The Diplomatic Correspondence of the American Revolution: Being the Letters of Benjamin Franklin, Silas Deane, John Adams, John Jay, Arthur Lee, William Lee, Ralph Izard, Francis Dana, William Carmichael, Henry Laurens, John Laurens, M. de Lafayette, M. Dumas, and Others, Concerning the Foreign Relations of the United States During the Whole Revolution : Together with the Letters in Reply from the Secret Committee of Congress, and the Secretary of Foreign Affairs : Also, the Entire Correspondence of the French Ministers, Gerard and Luzerne, with Congress : Published Under the Direction of the President of the United States, from the Original Manuscripts in the Department of State, Conformably to a Resolution of Congress, of March 27th, 1818, Volume 8

Front Cover
N. Hale and Gray & Bowen, 1830 - United States
0 Reviews
Reviews aren't verified, but Google checks for and removes fake content when it's identified
 

What people are saying - Write a review

We haven't found any reviews in the usual places.

Contents

Other editions - View all

Common terms and phrases

Popular passages

Page 170 - DO, in the name and by the authority of the good people of these colonies, solemnly publish and declare, that these united colonies, are, and of right ought to be, free and independent states ; that they are absolved from all allegiance to the British crown, and that all political connexion between them and the state of Great Britain, is and ought to be totally dissolved...
Page 263 - I have received the letter, which you did me the honor to write to me the 4th instant, as also those which accompanied it.
Page 171 - The United States in Congress assembled shall have the sole and exclusive right and power of determining on peace and war...
Page 177 - And further, the committee beg leave to report it as their opinion, that these United States cannot, with propriety, hold any conference or treaty with any commissioners on the part of Great Britain, unless they shall, as a preliminary thereto, either withdraw their fleets and armies, or else, in positive and express terms, acknowledge the independence of the said states.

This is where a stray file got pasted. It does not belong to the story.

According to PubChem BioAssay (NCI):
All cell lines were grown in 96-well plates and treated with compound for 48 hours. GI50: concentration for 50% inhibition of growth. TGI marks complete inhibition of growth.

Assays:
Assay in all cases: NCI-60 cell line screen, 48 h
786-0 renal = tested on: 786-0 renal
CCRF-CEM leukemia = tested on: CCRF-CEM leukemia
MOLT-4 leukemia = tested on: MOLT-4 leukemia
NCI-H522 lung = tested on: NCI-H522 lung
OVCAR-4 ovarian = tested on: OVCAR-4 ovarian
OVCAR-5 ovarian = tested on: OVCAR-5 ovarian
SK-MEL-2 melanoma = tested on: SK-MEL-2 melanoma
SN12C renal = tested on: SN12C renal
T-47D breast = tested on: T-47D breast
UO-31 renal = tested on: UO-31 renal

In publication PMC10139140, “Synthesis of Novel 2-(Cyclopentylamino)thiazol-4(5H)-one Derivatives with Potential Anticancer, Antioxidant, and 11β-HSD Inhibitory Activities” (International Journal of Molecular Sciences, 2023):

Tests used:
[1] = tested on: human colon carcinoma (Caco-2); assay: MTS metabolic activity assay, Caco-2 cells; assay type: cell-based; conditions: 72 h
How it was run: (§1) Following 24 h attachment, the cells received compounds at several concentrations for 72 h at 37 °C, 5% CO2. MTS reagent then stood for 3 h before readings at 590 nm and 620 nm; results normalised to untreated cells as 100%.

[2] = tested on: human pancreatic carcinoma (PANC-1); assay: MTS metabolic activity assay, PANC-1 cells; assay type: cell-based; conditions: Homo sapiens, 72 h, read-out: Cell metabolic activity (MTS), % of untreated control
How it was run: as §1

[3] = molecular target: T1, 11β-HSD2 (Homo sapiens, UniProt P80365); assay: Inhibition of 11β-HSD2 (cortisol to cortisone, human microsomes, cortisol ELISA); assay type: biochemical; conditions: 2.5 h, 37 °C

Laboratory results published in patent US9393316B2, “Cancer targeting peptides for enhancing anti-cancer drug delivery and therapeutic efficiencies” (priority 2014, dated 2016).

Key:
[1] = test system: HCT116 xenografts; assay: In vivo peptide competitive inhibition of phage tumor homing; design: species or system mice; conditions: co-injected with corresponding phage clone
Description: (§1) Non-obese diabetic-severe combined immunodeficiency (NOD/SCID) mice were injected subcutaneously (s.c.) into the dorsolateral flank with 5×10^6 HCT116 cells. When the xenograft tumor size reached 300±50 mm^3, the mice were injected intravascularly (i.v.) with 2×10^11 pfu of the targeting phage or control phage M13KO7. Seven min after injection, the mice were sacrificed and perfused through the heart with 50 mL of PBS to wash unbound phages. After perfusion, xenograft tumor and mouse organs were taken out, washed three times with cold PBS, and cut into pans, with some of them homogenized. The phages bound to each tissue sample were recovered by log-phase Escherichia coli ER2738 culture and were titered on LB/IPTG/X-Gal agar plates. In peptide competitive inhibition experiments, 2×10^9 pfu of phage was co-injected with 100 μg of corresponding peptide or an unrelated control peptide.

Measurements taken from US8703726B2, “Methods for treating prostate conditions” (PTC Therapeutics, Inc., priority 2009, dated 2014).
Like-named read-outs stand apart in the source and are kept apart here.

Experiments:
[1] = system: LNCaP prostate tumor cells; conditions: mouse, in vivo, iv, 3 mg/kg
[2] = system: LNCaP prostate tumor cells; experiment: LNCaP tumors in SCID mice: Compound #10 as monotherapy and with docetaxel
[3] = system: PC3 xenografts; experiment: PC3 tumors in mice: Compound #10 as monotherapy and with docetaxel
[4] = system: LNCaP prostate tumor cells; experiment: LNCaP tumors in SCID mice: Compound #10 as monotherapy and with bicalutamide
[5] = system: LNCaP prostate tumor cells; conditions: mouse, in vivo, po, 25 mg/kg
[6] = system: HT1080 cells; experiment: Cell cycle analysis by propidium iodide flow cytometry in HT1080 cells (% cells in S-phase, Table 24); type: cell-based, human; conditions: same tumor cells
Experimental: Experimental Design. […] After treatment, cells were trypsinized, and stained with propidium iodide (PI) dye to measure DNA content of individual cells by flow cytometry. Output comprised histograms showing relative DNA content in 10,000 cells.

Page 175 - America, they could not send any members to confer with his lordship in their private characters, but that, ever desirous of establishing peace on reasonable terms, they would send a committee of their body to ascertain what authority he had to treat with persons authorized by Congress, and what propositions he had to offer.
Page 490 - ... before the declaration of war, or in the space of six months after it, which effects shall not be in any manner subject to confiscation, but shall be faithfully and without delay restored in nature to the owners, who shall claim them or cause them to be claimed, before the confiscation and sale, as also their proceeds, if the claim could not be made but in the space of eight months after the sale, which ought to be public : provided nevertheless, that if the said merchandises are contraband,...
Page 483 - In case the subjects and inhabitants of either party, with their shipping, whether public and of war, or private and of merchants, be forced through stress of weather, pursuit of pirates or enemies, or any other urgent necessity...
Page 53 - I shall not enter into an examination of the successive variations and augmentations of your demands on me for funds to meet your payments.
Page 235 - A minister plenipotentiary for negotiating a treaty of peace and a treaty of commerce with Great Britain.
Page 441 - Island, and Providence Plantations, Connecticut, New York, New Jersey, Pennsylvania, Delaware, Maryland, Virginia, North Carolina, South Carolina, and Georgia, to be free, sovereign and independent States; that he treats with them as such, and for himself, his heirs and successors, relinquishes all claims to the Government, propriety and territorial rights of the same, and every part thereof.

Bibliographic information